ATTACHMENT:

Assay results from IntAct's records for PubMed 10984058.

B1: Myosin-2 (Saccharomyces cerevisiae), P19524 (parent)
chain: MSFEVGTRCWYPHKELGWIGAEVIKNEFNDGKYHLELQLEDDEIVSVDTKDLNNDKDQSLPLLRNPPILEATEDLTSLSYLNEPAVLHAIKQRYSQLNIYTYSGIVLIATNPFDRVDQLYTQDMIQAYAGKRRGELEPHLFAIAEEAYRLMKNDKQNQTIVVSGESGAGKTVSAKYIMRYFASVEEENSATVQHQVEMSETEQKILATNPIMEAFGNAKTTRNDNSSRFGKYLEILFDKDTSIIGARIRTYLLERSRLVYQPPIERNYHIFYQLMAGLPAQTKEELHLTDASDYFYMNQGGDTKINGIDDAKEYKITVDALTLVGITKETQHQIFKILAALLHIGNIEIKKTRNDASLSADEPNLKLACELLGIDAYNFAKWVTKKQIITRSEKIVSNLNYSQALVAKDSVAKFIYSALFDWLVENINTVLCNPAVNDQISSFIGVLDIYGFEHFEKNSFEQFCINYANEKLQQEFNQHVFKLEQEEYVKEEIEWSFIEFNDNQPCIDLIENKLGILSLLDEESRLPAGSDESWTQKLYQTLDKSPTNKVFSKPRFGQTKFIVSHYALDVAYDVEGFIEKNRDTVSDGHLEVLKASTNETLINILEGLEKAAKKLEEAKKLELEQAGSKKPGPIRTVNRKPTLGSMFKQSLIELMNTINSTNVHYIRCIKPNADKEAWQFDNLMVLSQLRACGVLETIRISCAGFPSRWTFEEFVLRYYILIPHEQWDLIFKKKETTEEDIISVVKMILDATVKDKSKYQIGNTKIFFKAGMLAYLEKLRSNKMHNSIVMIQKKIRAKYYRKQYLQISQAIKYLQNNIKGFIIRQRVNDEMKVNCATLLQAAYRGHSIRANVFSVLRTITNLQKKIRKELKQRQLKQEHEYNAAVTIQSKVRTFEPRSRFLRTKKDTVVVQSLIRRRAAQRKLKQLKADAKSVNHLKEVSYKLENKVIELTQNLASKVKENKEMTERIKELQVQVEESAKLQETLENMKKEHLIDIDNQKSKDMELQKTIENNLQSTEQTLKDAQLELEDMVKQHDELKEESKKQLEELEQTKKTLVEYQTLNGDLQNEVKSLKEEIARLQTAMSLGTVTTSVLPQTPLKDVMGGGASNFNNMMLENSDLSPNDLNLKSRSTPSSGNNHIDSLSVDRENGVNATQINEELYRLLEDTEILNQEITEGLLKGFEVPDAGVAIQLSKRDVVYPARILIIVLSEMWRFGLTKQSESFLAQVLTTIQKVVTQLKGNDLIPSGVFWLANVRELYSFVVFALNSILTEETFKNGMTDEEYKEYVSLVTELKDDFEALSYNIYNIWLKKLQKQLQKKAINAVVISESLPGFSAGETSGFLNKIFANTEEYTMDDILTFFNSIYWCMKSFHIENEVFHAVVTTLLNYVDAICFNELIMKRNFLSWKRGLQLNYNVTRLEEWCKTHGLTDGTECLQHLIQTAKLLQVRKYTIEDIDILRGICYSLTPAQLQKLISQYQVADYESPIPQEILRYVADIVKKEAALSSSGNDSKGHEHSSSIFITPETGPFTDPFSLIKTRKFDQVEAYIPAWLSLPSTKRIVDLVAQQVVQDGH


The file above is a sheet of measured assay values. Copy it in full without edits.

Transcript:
Assay results from IntAct's records for PubMed 10984058.

B1: Myosin-2 (Saccharomyces cerevisiae), P19524 (parent)
chain: MSFEVGTRCWYPHKELGWIGAEVIKNEFNDGKYHLELQLEDDEIVSVDTKDLNNDKDQSLPLLRNPPILEATEDLTSLSYLNEPAVLHAIKQRYSQLNIYTYSGIVLIATNPFDRVDQLYTQDMIQAYAGKRRGELEPHLFAIAEEAYRLMKNDKQNQTIVVSGESGAGKTVSAKYIMRYFASVEEENSATVQHQVEMSETEQKILATNPIMEAFGNAKTTRNDNSSRFGKYLEILFDKDTSIIGARIRTYLLERSRLVYQPPIERNYHIFYQLMAGLPAQTKEELHLTDASDYFYMNQGGDTKINGIDDAKEYKITVDALTLVGITKETQHQIFKILAALLHIGNIEIKKTRNDASLSADEPNLKLACELLGIDAYNFAKWVTKKQIITRSEKIVSNLNYSQALVAKDSVAKFIYSALFDWLVENINTVLCNPAVNDQISSFIGVLDIYGFEHFEKNSFEQFCINYANEKLQQEFNQHVFKLEQEEYVKEEIEWSFIEFNDNQPCIDLIENKLGILSLLDEESRLPAGSDESWTQKLYQTLDKSPTNKVFSKPRFGQTKFIVSHYALDVAYDVEGFIEKNRDTVSDGHLEVLKASTNETLINILEGLEKAAKKLEEAKKLELEQAGSKKPGPIRTVNRKPTLGSMFKQSLIELMNTINSTNVHYIRCIKPNADKEAWQFDNLMVLSQLRACGVLETIRISCAGFPSRWTFEEFVLRYYILIPHEQWDLIFKKKETTEEDIISVVKMILDATVKDKSKYQIGNTKIFFKAGMLAYLEKLRSNKMHNSIVMIQKKIRAKYYRKQYLQISQAIKYLQNNIKGFIIRQRVNDEMKVNCATLLQAAYRGHSIRANVFSVLRTITNLQKKIRKELKQRQLKQEHEYNAAVTIQSKVRTFEPRSRFLRTKKDTVVVQSLIRRRAAQRKLKQLKADAKSVNHLKEVSYKLENKVIELTQNLASKVKENKEMTERIKELQVQVEESAKLQETLENMKKEHLIDIDNQKSKDMELQKTIENNLQSTEQTLKDAQLELEDMVKQHDELKEESKKQLEELEQTKKTLVEYQTLNGDLQNEVKSLKEEIARLQTAMSLGTVTTSVLPQTPLKDVMGGGASNFNNMMLENSDLSPNDLNLKSRSTPSSGNNHIDSLSVDRENGVNATQINEELYRLLEDTEILNQEITEGLLKGFEVPDAGVAIQLSKRDVVYPARILIIVLSEMWRFGLTKQSESFLAQVLTTIQKVVTQLKGNDLIPSGVFWLANVRELYSFVVFALNSILTEETFKNGMTDEEYKEYVSLVTELKDDFEALSYNIYNIWLKKLQKQLQKKAINAVVISESLPGFSAGETSGFLNKIFANTEEYTMDDILTFFNSIYWCMKSFHIENEVFHAVVTTLLNYVDAICFNELIMKRNFLSWKRGLQLNYNVTRLEEWCKTHGLTDGTECLQHLIQTAKLLQVRKYTIEDIDILRGICYSLTPAQLQKLISQYQVADYESPIPQEILRYVADIVKKEAALSSSGNDSKGHEHSSSIFITPETGPFTDPFSLIKTRKFDQVEAYIPAWLSLPSTKRIVDLVAQQVVQDGH